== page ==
Prospect Primer: C.J. Mosley – LB – Alabama

C.J. Mosley could be moving to Green Bay if the internet's draft experts have their way.

C.J. Mosley could be moving to Green Bay if the internet’s draft experts have their way.

The internet’s draftnik’s seem to believe that the Packers are bound and determined to draft someone on the defensive side of the football, and for those in the prediction business that see the Packers taking a linebacker, there are two obvious choices.

There’s Ryan Shazier, who we talked about a couple weeks back, and then there’s C.J. Mosley, one of the leaders on Alabama’s vaunted defense.

Mosley sparks two obvious trains of thought. First, that he’s the reason Alabama’s defense is successful. Or, alternatively, that Alabama’s defense is the reason that Mosley is successful. One gives him the credit for the system’s success. The other gives the system credit for his success. Which is correct? Let’s look more in depth at Mr. Mosley to find out.

C.J. Mosley – LB – Alabama – 6’2″ – 234 pounds


  • Intelligence – Exceptional instincts — triggers fast downhill. Outstanding urgency.”(
  • Run defense - Mosley also plays with tremendous leverage, showing an excellent base on contact. (
  • Fluid tackler - “Mosley does a nice job using his length and lower body fluidity to keep himself clean through a crowd and finishes at the ball, wrapping and driving through his target.” (


  • Questionable medical history - Has been slowed by elbow, hip and shoulder injuries throughout his career and long-term durability will require thorough inspection by medical examiners.” (
  • Inconsistent technique - “Isn’t always fundamentally consistent as a tackler, at times opting to throw himself at his target or drop his head on contact.” (


Further Reading

C.J. Mosley Scouting Report

Alabama LB C.J. Mosley could be NFL draft’s silent star


2014 Draft Digest Vol. 10



Every Tuesday between now and the NFL Draft, we’ll take a look around the Internet at what some of the experts are saying about the Packers’ first round prospects. Here’s what they’re saying this week.

  • C.J. Mosley – LB – Alabama
  • Analysis: The Packers could address the defensive end, linebacker or safety position at No. 21. Of those positions, C.J. Mosley is the best player available despite Charlie Campbell’s report in the draft rumor mill that says Mosley is expected to go much later than most think. Green Bay just needs more speed in the middle of its defense to combat the scrambling quarterbacks it hasn’t been able to stop. (five mock drafts)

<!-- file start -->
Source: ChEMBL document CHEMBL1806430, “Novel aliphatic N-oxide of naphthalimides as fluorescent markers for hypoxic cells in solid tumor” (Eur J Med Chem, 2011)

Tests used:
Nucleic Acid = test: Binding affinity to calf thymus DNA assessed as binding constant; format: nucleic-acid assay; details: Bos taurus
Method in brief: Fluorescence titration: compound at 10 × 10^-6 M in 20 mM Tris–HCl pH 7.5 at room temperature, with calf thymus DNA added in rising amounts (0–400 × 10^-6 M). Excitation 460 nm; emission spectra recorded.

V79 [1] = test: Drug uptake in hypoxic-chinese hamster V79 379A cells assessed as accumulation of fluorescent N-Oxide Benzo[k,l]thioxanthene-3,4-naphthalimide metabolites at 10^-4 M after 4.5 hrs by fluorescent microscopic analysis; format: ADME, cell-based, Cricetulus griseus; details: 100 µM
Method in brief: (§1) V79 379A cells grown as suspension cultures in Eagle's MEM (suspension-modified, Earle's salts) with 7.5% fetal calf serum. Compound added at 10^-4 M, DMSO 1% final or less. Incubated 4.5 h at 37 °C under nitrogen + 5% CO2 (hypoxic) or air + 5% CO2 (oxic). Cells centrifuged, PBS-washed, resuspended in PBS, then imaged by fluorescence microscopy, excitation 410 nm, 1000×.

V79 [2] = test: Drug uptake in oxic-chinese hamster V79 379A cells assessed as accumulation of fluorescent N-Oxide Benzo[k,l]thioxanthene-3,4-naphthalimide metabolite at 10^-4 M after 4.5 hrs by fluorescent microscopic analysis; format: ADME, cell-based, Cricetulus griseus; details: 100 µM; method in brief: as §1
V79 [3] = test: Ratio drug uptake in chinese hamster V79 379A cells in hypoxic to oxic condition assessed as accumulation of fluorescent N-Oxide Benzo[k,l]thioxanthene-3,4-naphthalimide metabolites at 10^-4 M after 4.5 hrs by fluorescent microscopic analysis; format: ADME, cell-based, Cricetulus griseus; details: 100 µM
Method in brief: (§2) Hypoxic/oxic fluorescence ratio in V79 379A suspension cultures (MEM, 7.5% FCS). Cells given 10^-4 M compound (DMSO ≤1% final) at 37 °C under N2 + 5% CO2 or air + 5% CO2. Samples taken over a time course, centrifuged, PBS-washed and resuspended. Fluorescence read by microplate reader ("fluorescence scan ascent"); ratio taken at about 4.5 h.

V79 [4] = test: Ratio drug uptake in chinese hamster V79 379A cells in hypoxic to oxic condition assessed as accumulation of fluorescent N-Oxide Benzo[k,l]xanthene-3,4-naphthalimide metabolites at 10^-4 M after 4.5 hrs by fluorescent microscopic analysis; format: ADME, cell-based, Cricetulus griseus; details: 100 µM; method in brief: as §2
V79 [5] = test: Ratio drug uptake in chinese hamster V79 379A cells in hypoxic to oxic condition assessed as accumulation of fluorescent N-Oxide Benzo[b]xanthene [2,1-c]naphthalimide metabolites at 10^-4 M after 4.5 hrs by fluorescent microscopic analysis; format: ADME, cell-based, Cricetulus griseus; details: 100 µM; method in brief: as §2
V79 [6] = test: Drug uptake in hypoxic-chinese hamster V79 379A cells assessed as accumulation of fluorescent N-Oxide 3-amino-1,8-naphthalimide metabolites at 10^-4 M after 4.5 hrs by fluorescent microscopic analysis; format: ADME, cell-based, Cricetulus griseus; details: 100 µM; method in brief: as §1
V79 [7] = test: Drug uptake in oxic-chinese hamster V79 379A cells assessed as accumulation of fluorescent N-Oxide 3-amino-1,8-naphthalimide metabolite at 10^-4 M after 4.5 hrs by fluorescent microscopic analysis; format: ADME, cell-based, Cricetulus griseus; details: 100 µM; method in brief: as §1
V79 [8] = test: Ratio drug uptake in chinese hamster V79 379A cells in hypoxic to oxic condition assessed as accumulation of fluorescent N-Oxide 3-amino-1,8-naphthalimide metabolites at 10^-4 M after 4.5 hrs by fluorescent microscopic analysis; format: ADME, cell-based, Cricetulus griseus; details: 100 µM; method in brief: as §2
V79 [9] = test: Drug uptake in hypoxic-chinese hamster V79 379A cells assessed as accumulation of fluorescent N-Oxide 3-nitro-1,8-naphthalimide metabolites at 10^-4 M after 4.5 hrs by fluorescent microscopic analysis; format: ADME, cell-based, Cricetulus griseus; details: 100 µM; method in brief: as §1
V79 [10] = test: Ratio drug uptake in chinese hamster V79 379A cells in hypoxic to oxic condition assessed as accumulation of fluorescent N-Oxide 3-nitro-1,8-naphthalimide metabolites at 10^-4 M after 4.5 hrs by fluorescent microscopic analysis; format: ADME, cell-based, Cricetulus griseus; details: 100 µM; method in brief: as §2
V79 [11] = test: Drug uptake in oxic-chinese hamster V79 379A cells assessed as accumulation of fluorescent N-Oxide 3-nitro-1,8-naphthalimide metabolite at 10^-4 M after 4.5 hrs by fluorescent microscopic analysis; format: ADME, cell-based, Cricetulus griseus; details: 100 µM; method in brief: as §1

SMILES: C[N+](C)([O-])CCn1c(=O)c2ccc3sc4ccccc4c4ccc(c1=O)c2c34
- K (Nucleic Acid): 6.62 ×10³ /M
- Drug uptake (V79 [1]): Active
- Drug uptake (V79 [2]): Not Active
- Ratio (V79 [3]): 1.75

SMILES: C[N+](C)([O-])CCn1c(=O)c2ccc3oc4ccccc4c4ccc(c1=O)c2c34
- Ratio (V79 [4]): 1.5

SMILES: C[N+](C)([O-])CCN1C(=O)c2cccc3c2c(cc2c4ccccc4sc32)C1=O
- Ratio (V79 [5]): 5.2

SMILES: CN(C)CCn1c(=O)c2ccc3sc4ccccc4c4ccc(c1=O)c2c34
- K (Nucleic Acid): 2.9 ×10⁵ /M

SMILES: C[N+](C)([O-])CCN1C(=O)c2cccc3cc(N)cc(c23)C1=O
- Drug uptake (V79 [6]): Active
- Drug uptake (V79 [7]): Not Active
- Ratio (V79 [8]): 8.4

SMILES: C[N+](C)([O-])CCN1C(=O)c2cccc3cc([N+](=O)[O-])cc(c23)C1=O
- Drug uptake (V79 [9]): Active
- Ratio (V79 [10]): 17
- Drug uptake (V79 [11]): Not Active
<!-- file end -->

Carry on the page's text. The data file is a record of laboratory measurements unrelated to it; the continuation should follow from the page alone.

• Jimmie Ward – SS – Northern Illinois (predicted by Will Brinson)
  • Analysis: For as dangerous as the Packers are, they’ve got plenty of needs. (Not that Ted Thompson drafts for need; there are plenty of high-end talents.) One of those is shoring up the back end of the secondary. Ward’s got the necessary skills to be a versatile piece in the Green Bay defensive backfield.
  • C.J. Mosley – LB – Alabama (predicted by Pat Kirwan)
  • Analysis: A couple of good linebackers to choose from at this point in the draft. Mosley can line up at a number of spots in Dom Capers’ package and be effective. Last week it was Ryan Shazier at this spot and it might very well be him again before May.
  • Ryan Shazier (predicted by Pete Prisco)
  • Analysis: He would add some much-needed speed to the linebackers.
  • Jimmie Ward – SS – Northern Illinios (predicted by Dane Brugler)
  • Analysis: Green Bay has a need at free safety and although it would be somewhat uncharacteristic for Ted Thompson to go safety in the first round, Ward gives the Packers an instant upgrade in the secondary.
  • Louis Nix – DT – Notre Dame (predicted by Rob Rang)
  • Analysis: The aggressive and somewhat surprising addition of Julius Peppers certainly diversifies Green Bay’s pass rush but further reinforcements may be needed on the interior, where the team appears ready to move on from veterans Johnny Jolly and Ryan Pickett. Nix is built similarly to holdover B.J. Raji, who was brought back on a one-year deal but plays with a more consistent motor. (two mock drafts)

  • C.J. Mosley – LB – Alabama (predicted by Mike Huguenin)
  • Analysis: The Packers could use a thumper at inside ‘backer in their 3-4. He’s the best ILB in this draft.
  • Austin Sefarian-Jenkins – TE – Washington (predicted by Daniel Jeremiah)
  • Analysis: Seferian-Jenkins needs more polish, but his combination of size, catch radius and high-point skills will make him an immediate impact player in the red zone.

  • Ryan Shazier – LB – Ohio State
  • Analysis: If the draft were to fall this way, I have little doubt Ted Thompson would be looking for a trading partner to drop back and still get the guy they want. If unsuccessful, they’ll just take the guy they want anyway: Shazier. The Packers coaches have not been quiet about their desire for more impact players on defense. Shazier, who had 144 tackles, seven sacks, and 23.5 TFL in 2013, is the perfect antidote to the Packers’ defensive playmaking woes. Whether he would play outside or inside in the Packers’ 3-4, having a guy like Shazier who could run down their recent nemesis, Colin Kaepernick, would be a huge boost to their playoff aspirations. (two mock drafts)

  • Jace Amaro – TE – Texas Tech (predicted by Matt De Lima)